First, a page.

I’m not convinced that simply stopping breastfeeding is going to fix it. Can you be open with your dh on the areas you need help on and the areas in which he can provide that help? It’s nice he has a hobby but how about he takes the kids for a few hours each weekend so you can have a break? That would also give him time to bond with them. Are there chores he can help with (putting a load of washing on or picking a few things up from the supermarket isn’t too much to ask is it)?

As OP suggests, is there anyone who can take the kids for a few hours so the two of you get a bit of time together, just a drink at the local pub maybe so you can reconnect a bit and both of you can listen to each others problems without the kids interrupting?

Emotional and practical support underpin any relationship as much as physical intimacy, the latter should hopefully return if you both get the former.

(FWIW I found my 12 months of maternity leave to be the hardest year of life. Returning to work (to a senior role in a challenging job) feels like a walk in the park in comparison.)

Dahlen Mon 22-Jul-13 15:57:50

If you can't see an obvious solution to any of these problems, I think the first thing you could do is have a discussion with your DH where you both try to treat each other with politeness, even if you can't manage kindness and warmth. Try to treat each other as you would a colleague if you can't face anything else, but you need to put a stop to the verbal abuse immediately.

Dahlen Mon 22-Jul-13 15:55:23

I hope this doesn't cause offence, but reading your latest posts I think part of the problem is that you have completely ceased to see yourself as a person because you've been subsumed by motherhood. We all do to some extent I think, but if you're not even checking your phone during the day I think you may have it worse.

I don't think the solution to that is to stop BFing BTW. I think you're right about the resentment you'd feel and given that BFing is nature's way of feeding babies, why should you give up doing something perfectly natural, healthy and good for you and your baby that is working?

However, I think it is vital for you to rediscover first your sense of self and secondly your role as part of a couple. If you don't do that soon, your marriage will die and you could find yourself a single parent. Indifference is really the final step; it's worse than hate, and before long you will be past the point of no return - if you're not already. That may not be a bad thing, but it would be awful for you to wake up in the future regretting the fact that you simply let it happen through inertia at a point when you were tired and at a low ebb. If it's going to end it should be because you've made a proactive decision to end the marriage for good reasons.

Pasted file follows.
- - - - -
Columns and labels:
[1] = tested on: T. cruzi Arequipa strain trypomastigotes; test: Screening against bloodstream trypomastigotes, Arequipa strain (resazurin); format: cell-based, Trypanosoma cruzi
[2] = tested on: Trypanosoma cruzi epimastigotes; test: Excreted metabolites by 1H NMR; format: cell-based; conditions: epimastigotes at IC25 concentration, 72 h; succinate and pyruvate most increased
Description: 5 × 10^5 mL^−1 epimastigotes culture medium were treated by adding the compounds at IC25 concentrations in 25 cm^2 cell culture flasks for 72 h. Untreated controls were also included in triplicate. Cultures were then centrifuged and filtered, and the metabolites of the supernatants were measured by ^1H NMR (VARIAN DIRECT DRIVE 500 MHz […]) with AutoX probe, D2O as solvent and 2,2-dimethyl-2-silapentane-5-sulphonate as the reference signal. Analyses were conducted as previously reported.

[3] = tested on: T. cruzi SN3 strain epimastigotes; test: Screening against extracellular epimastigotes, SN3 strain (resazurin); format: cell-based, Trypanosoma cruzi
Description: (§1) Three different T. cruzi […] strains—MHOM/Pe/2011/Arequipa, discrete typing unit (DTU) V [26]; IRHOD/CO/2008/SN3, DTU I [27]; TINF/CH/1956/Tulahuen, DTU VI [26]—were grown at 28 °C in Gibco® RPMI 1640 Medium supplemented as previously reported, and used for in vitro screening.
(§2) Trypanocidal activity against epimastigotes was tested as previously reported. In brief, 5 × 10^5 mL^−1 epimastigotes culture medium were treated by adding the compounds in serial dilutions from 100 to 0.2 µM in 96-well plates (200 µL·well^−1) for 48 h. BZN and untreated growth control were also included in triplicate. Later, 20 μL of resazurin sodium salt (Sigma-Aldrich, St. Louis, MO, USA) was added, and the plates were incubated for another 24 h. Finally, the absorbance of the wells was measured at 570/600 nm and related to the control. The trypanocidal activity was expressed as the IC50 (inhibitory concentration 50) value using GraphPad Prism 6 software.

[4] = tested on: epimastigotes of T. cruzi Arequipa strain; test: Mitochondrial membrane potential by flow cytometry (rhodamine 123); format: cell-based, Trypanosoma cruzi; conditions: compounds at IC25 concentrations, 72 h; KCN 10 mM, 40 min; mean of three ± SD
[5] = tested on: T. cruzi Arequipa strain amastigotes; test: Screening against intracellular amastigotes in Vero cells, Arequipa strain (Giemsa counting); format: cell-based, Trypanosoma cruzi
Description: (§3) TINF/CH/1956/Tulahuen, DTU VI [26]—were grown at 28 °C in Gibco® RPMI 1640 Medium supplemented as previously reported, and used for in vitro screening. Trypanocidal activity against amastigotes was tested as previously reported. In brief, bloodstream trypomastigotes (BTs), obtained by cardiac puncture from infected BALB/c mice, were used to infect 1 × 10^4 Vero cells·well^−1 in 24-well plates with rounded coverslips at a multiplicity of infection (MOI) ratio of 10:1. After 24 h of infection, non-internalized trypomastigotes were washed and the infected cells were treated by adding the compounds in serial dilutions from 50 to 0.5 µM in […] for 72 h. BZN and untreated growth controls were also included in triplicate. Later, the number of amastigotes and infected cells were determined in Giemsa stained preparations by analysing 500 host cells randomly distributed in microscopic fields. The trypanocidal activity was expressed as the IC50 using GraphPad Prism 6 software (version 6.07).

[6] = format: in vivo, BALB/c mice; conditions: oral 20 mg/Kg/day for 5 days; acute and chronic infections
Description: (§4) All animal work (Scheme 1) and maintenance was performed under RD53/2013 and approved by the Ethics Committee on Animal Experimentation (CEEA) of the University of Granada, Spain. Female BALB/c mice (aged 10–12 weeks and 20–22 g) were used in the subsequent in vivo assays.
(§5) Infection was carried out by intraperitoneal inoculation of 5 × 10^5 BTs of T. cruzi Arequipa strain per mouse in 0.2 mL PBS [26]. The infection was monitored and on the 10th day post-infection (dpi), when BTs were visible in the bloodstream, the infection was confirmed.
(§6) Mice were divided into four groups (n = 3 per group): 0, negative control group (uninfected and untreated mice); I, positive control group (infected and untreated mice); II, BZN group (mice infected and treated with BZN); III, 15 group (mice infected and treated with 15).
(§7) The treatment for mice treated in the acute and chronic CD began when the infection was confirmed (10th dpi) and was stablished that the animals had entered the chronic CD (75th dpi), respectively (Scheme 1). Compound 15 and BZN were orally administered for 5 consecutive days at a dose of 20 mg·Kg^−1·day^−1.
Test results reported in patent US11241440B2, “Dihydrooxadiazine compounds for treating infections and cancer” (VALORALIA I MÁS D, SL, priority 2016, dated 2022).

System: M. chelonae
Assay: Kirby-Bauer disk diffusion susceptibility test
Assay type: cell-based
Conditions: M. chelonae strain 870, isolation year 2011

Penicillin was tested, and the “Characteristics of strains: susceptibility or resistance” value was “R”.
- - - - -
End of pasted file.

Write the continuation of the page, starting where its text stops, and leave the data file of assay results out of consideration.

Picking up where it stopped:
ImperialBlether Mon 22-Jul-13 15:46:59

You are having a physical relationship when you bf, so you are getting affection and love. He isn't. I think a lot of women lose sexual desire when they are breastfeeding.

You both sound very unhappy. I can feel for you but honestly, if I was living in the situation as you or as him, I'd feel awful.

You need to talk about it with him without either of you blaming the other and see what you can do to help yourselves.

I do think it's important for each of you to take on board the other person's unhappiness as well as your own.

deliasmithy Mon 22-Jul-13 15:40:55

If you're both unhappy then that's actually an easier starting point to a conversation with dh than a scenario where u are unhappy but he isn't. You need to sit down and have an honest conversation. Find out if you both want to really try and improve things or not.

If it's difficult to see where to start with fixing things a way forward can be to jointly list what you'd like from the relationship, and what are the barriers to achieving that.

notsochic Mon 22-Jul-13 15:40:01

Really don't think stopping breastfeeding is the answer!

Join the discussion

Join the discussion

Registering is free, easy, and means you can join in the discussion, get discounts, win prizes and lots more.

Register now